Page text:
What college students don’t understand about patriotism

What college students don't understand about patriotism

Patriotism is declining throughout the United States. A Wall Street Journal/NORC poll from this year found that only 38% say patriotism is very important to them. In 1998, that number was 70%.

Each year, Gallup releases a poll measuring American pride, and the titles alone confirm this depressing trend: in 2018, a “ Record-Low 47% Extremely Proud to be Americans ,” in 2019, “ American Pride Hits New Low ,” in 2020, “ U.S. National Pride Falls to Record Low ,” in 2022, “ Record-Low 38% Extremely Proud to Be American .”


These polls, while disappointing, do not surprise me.

As a conservative and recent college graduate, I have witnessed a lack of American pride too often. Once, I walked into a conversation between friends who were arguing over whether the male student, a bisexual man, should fly the American flag. The female student stated that he could not possibly support such an exclusionary symbol, given that “America hates gays, and that flag is a constant reminder of that.” She argued that having an American flag goes against his very identity, as though being gay and American are mutually exclusive.

Out of any age group, college students are among those with the lowest levels of American pride. In fact, I’d go as far as to say college environments are breeding grounds for anti-Americanism. When asked if their classes or other academic activities changed how they view the United States, 70% of those who said yes indicated that college made them view the country and capitalism more negatively. Nearly half said that college made them more pessimistic about the future of the United States.

College students have also shown blatant disrespect toward our flag. American University students burned flags as they shouted “F*** white America,” St. Mary’s students shredded their flag, Brown University students stomped on flags at an event honoring veterans, and the list goes on. Trinity College has been the most recent subject of attention, after the administration removed two variations of the American flag, citing a school policy that forbade flying flags for safety reasons, but allowed the transgender and LGBT flags to continue flying without a problem.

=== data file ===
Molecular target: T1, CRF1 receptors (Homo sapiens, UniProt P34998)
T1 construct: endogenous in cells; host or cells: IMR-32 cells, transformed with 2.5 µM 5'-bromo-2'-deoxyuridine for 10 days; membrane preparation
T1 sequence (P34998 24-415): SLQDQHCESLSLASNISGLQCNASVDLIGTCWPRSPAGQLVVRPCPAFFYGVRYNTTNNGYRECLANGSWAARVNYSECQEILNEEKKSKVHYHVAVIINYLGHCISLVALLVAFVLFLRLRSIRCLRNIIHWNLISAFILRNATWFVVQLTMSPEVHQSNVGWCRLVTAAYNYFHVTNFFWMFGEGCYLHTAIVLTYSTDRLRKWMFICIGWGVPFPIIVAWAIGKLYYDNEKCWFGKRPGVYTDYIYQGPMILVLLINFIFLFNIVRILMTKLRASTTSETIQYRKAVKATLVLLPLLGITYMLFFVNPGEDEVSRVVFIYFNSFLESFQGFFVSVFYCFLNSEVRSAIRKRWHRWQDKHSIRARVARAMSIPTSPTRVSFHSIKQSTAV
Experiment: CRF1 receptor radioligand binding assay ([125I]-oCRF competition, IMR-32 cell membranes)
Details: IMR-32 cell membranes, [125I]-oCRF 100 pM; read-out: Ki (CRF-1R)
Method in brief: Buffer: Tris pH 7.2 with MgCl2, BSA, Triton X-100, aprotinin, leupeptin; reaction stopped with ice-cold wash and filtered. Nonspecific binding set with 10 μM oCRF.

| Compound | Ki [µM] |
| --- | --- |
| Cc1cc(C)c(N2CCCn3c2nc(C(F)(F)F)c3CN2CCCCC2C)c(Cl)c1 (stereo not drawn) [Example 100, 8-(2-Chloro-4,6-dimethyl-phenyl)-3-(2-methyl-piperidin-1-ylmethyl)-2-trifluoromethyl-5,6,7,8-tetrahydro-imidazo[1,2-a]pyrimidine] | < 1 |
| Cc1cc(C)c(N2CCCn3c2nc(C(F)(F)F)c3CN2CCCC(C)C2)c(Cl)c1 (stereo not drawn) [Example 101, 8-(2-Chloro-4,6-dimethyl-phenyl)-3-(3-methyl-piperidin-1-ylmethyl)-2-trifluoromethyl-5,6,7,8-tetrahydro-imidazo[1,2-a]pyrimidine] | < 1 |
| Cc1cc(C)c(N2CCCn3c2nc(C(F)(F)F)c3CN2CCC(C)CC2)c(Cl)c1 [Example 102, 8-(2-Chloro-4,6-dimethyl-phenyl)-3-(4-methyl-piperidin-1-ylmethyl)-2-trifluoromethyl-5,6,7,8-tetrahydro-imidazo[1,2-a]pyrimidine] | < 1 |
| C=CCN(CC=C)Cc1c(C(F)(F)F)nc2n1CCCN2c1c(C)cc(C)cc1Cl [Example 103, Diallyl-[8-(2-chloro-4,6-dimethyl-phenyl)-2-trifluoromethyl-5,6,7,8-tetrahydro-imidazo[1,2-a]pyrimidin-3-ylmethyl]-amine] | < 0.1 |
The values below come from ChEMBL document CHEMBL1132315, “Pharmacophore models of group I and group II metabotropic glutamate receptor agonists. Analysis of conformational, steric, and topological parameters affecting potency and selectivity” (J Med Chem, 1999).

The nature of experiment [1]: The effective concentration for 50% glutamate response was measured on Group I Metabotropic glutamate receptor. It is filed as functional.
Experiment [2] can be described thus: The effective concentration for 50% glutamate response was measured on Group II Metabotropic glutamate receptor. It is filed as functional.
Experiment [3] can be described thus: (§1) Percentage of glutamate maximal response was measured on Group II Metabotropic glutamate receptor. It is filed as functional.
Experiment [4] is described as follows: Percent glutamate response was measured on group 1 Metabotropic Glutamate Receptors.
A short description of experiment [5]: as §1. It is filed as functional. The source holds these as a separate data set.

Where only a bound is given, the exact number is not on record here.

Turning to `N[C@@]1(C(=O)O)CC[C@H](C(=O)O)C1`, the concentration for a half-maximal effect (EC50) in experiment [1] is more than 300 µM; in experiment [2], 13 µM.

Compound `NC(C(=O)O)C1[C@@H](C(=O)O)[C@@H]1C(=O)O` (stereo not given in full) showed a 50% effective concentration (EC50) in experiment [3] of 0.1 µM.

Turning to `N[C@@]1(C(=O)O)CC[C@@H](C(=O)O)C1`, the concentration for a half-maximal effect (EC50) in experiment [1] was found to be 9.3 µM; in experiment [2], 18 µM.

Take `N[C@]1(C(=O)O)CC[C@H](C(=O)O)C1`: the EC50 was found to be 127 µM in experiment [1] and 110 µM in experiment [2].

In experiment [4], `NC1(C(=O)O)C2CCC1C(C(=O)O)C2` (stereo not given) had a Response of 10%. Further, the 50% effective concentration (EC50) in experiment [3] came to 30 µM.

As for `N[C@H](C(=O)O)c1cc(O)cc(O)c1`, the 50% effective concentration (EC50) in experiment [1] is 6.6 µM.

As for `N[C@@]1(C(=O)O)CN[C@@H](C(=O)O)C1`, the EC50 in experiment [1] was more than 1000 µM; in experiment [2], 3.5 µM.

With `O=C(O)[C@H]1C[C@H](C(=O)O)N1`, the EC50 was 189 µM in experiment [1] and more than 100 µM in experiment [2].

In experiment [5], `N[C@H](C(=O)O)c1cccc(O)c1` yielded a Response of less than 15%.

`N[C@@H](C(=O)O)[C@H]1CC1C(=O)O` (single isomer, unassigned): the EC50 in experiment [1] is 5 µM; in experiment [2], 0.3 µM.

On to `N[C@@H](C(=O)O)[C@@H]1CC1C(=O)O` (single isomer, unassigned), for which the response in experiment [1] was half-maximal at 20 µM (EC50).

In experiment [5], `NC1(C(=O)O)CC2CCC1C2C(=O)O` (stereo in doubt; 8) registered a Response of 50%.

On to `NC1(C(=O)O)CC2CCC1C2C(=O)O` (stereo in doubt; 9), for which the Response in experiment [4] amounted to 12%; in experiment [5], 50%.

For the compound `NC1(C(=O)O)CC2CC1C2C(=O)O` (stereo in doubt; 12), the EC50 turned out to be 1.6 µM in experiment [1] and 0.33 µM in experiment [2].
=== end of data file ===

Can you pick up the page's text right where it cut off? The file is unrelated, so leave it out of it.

Let’s not forget the Stanford University “ Elimination of Harmful Language Initiative ,” which put the word “American” on the forbidden words list in 2020 because the word suggested “that the U.S. is the most important country in the Americas.”

While the initiative has since been suspended due to extreme backlash, it raises the question: How could administrators have thought this was a good idea in the first place? This lack of patriotism worries me deeply, and it should worry you, too. We are so divided along party lines that one of the only things we both have in common is our American citizenship.

Patriotism can serve as the glue that holds us together despite our differences. It must transcend partisanship, gender, and race, and it must not be reserved for when our country is “perfect.”

We can love and take pride in our country but still acknowledge its flaws. In fact, patriotism might better motivate us to make changes that improve the United States.

The Archbridge Institute found that Americans who are proud of their national identity are more committed to confronting challenges such as racism, poverty, political polarization, and climate change.

Further, research suggests that people who are proud of their American identity are more trusting of their fellow citizens. National pride is a stronger predictor of social trust than other variables such as age, education, race, and gender. Social trust is crucial to creating a culture of harmony and acceptance.

On an individual level, recent studies suggest that patriotism might even boost individual health and sense of well-being.

With all of these observable positive effects, it becomes abundantly obvious why we should be unapologetically patriotic. When we stop distorting patriotism into a symbol of division or exclusion and instead see it for what it is, a source of unity and a mechanism for progress, we can propel this nation forward.

Let us recommit to our shared American identity and let patriotism fuel the flame necessary to create an evermore perfect union.


Jordyn Ney is a recent graduate from Dickinson College where she was president of her Network of enlightened Women chapter.